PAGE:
The Boys Home is an installation produced out of a four-month residency within a maximum security prison for kids. The project has four parts, the photo series Rooms, Jackets and Shields and the short film Doing Time.
Photographic documentation by Alex Wisser.
Exhibited: The List, Campbelltown Arts Centre, August 2014.
The Boys Home, images, 2014.
To read a comment piece in The Conversation click here.
To watch a Das Super Paper interview click here.
Excerpt from Doing Time Catalogue Essay:
Reality is wrong. Dreams are for real, Tupac Shakur.
I spent for four months (March –August 2014) visiting Reiby Juvenile Detention Centre, working with 14-15 year old boys in a series of workshops and projects that led to the filming of Doing Time. Doing Time is an exploration of the experience of time through the eyes of four young people who have been forced to prematurely confront its gravity.
One of the hardest things to grasp about time is its fluidity. Everyday experiences convince us that we all experience time in the same way – four months for me, its seems logical, should be the same duration as four months for one of the boys inside Reiby, even if experienced very differently. Yet for experts in time, such as physicists, things are not quite so straightforward, when you zoom out on a cosmic scale the universal conception of time evaporates. As Brian Greene explains if your “hanging out near the edge of a black hole, an hours passage on your watch will be monumentally longer on mine.”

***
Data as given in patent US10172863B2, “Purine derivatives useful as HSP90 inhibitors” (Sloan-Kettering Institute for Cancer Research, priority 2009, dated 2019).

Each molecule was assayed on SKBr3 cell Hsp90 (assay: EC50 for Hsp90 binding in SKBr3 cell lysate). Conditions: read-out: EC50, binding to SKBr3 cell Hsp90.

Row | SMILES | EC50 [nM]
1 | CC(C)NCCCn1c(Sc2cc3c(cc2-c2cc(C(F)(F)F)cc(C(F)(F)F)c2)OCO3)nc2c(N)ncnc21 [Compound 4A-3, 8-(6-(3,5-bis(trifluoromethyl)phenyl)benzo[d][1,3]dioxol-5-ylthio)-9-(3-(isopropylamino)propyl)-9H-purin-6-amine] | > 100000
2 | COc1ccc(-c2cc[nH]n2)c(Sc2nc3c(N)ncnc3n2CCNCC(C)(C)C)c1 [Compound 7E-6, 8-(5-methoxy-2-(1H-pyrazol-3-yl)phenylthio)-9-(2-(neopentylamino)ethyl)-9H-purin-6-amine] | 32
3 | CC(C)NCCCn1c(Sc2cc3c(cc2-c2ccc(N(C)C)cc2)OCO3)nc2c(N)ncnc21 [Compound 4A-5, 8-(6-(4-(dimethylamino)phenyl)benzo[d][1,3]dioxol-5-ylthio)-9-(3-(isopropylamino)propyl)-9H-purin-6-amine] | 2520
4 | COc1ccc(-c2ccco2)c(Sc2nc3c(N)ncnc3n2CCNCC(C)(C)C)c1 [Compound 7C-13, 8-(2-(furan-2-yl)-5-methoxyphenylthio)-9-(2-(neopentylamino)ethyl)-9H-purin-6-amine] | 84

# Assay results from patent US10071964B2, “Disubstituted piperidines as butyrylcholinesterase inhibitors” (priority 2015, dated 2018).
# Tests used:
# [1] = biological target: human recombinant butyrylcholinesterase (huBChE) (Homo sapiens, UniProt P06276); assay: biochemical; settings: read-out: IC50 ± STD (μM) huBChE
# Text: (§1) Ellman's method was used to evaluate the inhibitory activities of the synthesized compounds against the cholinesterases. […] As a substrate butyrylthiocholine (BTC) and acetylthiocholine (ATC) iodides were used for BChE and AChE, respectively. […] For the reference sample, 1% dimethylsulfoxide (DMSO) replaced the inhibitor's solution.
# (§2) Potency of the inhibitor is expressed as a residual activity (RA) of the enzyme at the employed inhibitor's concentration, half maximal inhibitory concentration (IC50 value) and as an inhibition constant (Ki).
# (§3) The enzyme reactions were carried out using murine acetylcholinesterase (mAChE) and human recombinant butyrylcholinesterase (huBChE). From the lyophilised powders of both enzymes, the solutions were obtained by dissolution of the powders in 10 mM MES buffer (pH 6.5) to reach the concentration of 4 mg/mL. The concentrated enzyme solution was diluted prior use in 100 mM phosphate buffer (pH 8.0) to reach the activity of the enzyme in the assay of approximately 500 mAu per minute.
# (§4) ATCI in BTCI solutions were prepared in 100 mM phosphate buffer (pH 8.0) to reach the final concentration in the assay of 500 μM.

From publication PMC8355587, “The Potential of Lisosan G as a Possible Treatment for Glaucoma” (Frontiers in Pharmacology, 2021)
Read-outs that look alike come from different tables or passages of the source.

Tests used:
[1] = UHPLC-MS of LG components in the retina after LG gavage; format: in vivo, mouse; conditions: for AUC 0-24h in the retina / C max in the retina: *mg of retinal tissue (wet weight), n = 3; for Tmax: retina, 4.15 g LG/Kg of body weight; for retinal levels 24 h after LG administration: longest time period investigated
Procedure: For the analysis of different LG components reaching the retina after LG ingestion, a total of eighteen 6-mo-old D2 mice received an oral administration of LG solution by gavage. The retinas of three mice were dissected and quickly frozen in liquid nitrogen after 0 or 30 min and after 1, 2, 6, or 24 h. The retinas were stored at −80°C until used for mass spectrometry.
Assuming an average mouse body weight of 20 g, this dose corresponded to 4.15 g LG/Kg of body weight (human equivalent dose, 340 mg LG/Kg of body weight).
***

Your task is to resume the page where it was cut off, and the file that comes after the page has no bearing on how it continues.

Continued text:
Prison is often described as a “black hole”. It’s an apt metaphor; prison is a mysterious and hidden place where little light of public scrutiny shines. Yet the way this metaphor is used misses the powerful density of black holes, their role in shaping everything around us. Some of us may never go inside prison, but to use this metaphor a little more scientifically if prisoners are in a “black hole” prisons shape everything about the world outside. These kids may be “locked away” from public view yet none of us can resist the gravitational pull of what Angela Davis calls “the prison industrial complex”.
According to the Australian Institute of Health and Welfare the national rate of Aboriginal juvenile incarceration is 31 times that of non-Indigenous young people. Once inside Reiby it was devastating to see that all the boys I worked with were Aboriginal with the one exception being a boy from Tonga. Most of the boys described jail as a stabilising factor in their lives, somewhere they actually got to go to school, be fed, have a place to sleep. Yet all were emphatic that “you don’t want to be here”, it was a place of loneliness, isolation and fear. As one boy explained “you always have to watch your back in here”.
The storyboard for Doing Time works in two parts. One part is a reality sequence where the boys provide glimpses of their daily rituals, and another part is a dream sequence where the boys experiment with alternate ways of experiencing this reality. The two parts overlap, filmed in the same small courtyard the boys spend their days in. The gaps between reality and dreams is small, but in this tiny gap lies a power of possibility, as Tupac Shakur once said; “reality is wrong, dreams are for real”.
 Brian Greene, The Hidden Reality, Penguin Books, London: 2011, p66.